It looks like you're using an Ad Blocker.

Please white-list or disable in your ad-blocking tool.

Thank you.


Some features of ATS will be disabled while you continue to use an ad-blocker.


US Army To Let Recruits Leave After Just 15 Months (moved from ATSNN)

page: 1

log in


posted on May, 13 2005 @ 11:55 AM
After a sharp decrease in applicants joining the US Army they have decided to drop the minimum sign up time from 4 years to just 15 months. The Army has been struggling recently to meet their sign-up quota's, this is thought to be due to the ever rising number of US casualties in Iraq!
Chief of army recruiting Maj Gen Michael Rochelle admitted the military was encountering the "toughest recruiting climate we've ever faced in the all-volunteer army".

The army managed only 68% of its target in March and 73% in February, and provisional figures for April also showed a shortfall, a Pentagon spokesman said.

Altogether, the army hopes to win 80,000 recruits over the US fiscal year, lasting from 1 October 2004 to 30 September 2005.

Please visit the link provided for the complete story.

The falling number of recruits to the US Army just proves that the opinion on the Iraq war has totally changed over the las 2 years.

At the beginning of the war people were quick to enlist, but after all the attacks, kidnappings and growing casualty list the people of the US dont seem as eager to join knowing that they'll end up fighting a war with no signs of ending!

posted on May, 13 2005 @ 12:05 PM
Well, the people who were quick to enlist 2 years ago are still in the Army. Now, there remains the people coming out of high school and the people who have been debating about joining over the past two years.

About two years ago, the Army enlisted all the people who were on the fence about joining who would eventually decide to join. Now, there's a vaccum there that those on the fencers usually filled.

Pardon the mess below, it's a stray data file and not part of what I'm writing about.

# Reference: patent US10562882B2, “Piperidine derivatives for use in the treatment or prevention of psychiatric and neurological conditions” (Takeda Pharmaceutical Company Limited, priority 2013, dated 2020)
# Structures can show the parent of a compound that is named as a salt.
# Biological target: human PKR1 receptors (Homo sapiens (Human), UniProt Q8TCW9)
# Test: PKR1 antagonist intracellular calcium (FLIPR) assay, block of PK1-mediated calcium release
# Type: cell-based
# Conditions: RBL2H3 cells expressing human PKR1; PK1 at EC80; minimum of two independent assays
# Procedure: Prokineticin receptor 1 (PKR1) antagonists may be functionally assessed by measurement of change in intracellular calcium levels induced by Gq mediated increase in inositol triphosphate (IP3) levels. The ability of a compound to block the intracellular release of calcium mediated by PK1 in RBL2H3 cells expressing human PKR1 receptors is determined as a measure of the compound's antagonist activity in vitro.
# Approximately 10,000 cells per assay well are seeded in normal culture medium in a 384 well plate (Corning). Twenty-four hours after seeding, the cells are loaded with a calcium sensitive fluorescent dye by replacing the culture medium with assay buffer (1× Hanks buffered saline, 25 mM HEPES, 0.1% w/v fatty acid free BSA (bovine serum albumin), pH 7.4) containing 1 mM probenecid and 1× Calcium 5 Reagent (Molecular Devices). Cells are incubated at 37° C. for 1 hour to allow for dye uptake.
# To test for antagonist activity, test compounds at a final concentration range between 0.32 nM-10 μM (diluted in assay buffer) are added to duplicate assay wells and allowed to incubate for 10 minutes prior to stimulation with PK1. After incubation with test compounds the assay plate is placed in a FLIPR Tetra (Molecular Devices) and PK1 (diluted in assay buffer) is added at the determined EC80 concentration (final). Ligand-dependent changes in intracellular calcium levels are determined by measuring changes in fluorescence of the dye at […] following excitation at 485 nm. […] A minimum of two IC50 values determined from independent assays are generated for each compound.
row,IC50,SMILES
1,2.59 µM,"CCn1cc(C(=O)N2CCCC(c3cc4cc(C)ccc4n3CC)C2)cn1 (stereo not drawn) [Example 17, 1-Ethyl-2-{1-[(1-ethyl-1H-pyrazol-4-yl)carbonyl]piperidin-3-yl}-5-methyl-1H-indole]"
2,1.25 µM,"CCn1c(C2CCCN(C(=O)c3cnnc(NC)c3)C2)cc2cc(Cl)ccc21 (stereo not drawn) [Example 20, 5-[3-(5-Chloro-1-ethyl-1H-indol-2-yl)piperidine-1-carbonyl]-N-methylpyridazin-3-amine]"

As to the 15 month enlistment, I think that's a bad idea. My cousin joined the Green Barrets about 2 years ago, and recieved about 16 months of training. If any special ops join under this, they're going to finish their training and then be out of the army.

posted on May, 13 2005 @ 12:47 PM
We have seen time and time again that the enlistement time frame does not matter. I see this as a trick to get more soldiers, then not let them leave, as has already been done to those on 4 year contracts.

posted on May, 13 2005 @ 12:55 PM
This story has already been upgraded here:

posted on May, 13 2005 @ 01:24 PM

We have seen time and time again that the enlistement time frame does not matter. I see this as a trick to get more soldiers, then not let them leave, as has already been done to those on 4 year contracts.

Actually those are not 4 year contract.... i think you should have research this a bit more before jumping t the conclusion that people have unjustly been kept from leaving the Armed forces.... When people join the military, you join for active duty and IRR, or individual ready reserve.

You have to continue your military cointract in the reserves after you complete your active duty, unless you decide to fulfill your contract in active duty. There are no 4 year contracts..(well, there are some contracts that are less than the 6-8 year, depending on the rating you choose ect)...

If you sign for a 4 year contract of active duty you still have from 2-4 years of reserve, depending on the branch of the military you join, and if there is a war, the reserves are going to be recalled to join the war.

posted on May, 13 2005 @ 01:35 PM
I do understand, and probably should have included that information, but it does not discredit what I said in any way. And I should have used the word "commitment" instead of "contract." Nonetheless:

How long is the reserve commitment after the new 15-month deal? I really don't care to do the research, because I will never join the armed forces. I was simply making the point that even with a "shorter" commitment, you will be in longer than advertised, and they can change the rules at any time, such that your "agreement" really doesn't mean anything. If they want to keep you active, you will be kept active, or pay the consequences.

posted on May, 13 2005 @ 01:47 PM
Actually you don't understand. It is true that some recruiters don't tell you the whole enchilada in some cases like you might not get your first or second choice of school, but they have to tell you what your full contract is going to be like....

When anyone signs the contract they should know by then that the whole contract includes reserve time, and if you are needed to be back to active duty while you are still under the contract then yes, they will put you back in active duty. This is not going back on the contract, on the contrary it is part of the contract for them to be able to do this. Once you sign a contract for a certain amount of time, you will be put where the military needs you for the entire amount of time the contract was for.

BTW, if you don't care why even respond here with false information?

[edit on 13-5-2005 by Muaddib]

posted on May, 13 2005 @ 01:57 PM